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Create a 3-D presentation of the landscape where you live, or landforms anywhere in the world. The foreground, middle ground, and background layers pop right out!
Before you begin your art, find out about the landforms in the area you are learning about. Locate hills, lakes and rivers, valleys, wetlands, and other natural physical features. Check out several maps, including elevation maps, to see the physical features of the Earth’s surface.
Notice what features are the farthest away in the scene—those will be the background. Clouds and mountains, for example, might be several miles away. Sketch the background on a full sheet of Crayola Neon Color Explosion® Paper with Neon Color Explosion Markers. You will fill them with interesting designs later.
On another Neon Color Explosion Paper, decide what large features are in front of the background. Trees and streams might be your middle ground.
On more Neon Color Explosion paper draw your foreground with Neon Color Explosion Markers. The things closest to you might be buildings or flowers.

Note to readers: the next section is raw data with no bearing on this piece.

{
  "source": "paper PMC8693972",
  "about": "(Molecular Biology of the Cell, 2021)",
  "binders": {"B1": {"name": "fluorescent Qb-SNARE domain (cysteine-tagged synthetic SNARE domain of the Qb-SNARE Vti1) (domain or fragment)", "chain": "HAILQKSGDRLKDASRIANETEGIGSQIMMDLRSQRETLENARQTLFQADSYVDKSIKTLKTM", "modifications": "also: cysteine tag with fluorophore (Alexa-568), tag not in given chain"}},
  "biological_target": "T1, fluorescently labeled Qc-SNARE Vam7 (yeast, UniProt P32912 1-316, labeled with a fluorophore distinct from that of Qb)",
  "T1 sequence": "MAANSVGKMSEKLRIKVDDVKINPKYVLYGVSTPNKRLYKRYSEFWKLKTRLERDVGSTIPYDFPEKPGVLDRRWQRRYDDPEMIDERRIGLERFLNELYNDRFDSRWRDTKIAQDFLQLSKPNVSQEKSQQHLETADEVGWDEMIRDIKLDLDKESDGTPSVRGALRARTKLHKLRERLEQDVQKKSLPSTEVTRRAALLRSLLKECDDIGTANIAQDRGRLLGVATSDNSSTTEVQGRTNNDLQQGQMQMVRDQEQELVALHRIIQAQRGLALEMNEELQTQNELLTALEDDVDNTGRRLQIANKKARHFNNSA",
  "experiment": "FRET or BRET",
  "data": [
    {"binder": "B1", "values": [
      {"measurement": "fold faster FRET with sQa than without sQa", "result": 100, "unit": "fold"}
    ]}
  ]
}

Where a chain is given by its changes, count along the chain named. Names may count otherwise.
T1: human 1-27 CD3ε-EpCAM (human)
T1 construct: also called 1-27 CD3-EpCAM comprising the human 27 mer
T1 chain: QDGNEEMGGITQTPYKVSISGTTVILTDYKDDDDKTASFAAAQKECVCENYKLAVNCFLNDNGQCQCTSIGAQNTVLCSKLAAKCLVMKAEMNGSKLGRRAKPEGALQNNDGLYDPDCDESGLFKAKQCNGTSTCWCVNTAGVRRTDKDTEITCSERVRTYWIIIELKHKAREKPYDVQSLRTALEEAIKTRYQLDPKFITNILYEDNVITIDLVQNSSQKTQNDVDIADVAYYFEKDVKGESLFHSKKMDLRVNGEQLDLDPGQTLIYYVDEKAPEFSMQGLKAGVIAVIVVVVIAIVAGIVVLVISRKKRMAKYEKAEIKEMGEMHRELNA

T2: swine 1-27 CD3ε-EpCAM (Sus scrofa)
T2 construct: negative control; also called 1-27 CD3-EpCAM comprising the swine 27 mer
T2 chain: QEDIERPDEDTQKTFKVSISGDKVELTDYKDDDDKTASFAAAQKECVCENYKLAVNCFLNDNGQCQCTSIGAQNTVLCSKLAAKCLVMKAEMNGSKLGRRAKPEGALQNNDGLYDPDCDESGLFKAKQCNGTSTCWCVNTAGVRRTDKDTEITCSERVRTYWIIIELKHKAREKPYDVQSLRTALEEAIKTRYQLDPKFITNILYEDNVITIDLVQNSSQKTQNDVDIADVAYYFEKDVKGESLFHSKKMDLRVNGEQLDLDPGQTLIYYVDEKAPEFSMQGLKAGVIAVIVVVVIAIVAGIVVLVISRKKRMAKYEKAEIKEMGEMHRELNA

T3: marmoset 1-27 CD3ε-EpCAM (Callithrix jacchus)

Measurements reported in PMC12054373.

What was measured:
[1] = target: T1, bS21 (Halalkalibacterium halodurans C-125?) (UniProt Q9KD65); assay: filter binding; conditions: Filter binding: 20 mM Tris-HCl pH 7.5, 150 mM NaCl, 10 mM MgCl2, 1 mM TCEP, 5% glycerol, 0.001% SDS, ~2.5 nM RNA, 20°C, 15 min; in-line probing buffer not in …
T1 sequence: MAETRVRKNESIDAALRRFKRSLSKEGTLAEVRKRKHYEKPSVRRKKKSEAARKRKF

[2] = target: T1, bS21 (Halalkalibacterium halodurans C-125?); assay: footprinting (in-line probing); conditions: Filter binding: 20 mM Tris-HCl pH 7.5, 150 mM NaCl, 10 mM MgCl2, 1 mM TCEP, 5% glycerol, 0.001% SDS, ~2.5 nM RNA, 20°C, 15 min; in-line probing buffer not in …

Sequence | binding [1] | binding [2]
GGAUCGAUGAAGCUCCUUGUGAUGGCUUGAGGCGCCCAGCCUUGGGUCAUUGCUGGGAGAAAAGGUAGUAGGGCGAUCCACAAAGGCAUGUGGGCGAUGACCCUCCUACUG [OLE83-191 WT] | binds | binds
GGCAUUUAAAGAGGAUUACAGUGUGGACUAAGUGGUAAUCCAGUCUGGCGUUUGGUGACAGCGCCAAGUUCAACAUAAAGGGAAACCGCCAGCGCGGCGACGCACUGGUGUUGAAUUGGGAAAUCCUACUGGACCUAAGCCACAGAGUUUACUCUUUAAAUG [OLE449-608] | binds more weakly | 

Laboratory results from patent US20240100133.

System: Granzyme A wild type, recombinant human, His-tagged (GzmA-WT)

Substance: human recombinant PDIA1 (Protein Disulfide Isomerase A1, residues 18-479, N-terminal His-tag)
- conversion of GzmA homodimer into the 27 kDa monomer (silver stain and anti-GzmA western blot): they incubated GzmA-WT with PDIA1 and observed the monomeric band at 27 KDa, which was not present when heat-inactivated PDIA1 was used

Now you are ready to color your three grounds with Neon Color Explosion Markers. Try different color combinations of the super bright colors! A neat way to create interesting textures in large spaces is to outline an object, a cloud for example, and then make lines following that outline. Keep following these lines until the area is filled in. To create interesting textures for grasses and trees, make small lines or shapes and overlap them with more of the same.
Cut out the sections, making sure their sizes overlap but do not cover each other. Place several layers of self-adhesive foam dots on top of each other. Attach them to the back of the middle and foreground pieces.
Press the middle ground on top of the background so that it sticks out. Press the foreground on top of the middle ground. Stand back to see how your art really pops out at you! This kind of artwork is called a relief sculpture.
People around the world give thanks for their food. Celebrate a harvest of pineapples, pumpkins, or pomegranates-and sho
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Our crayons have been rolling off the assembly line since 1903, and you can see how it’s done.
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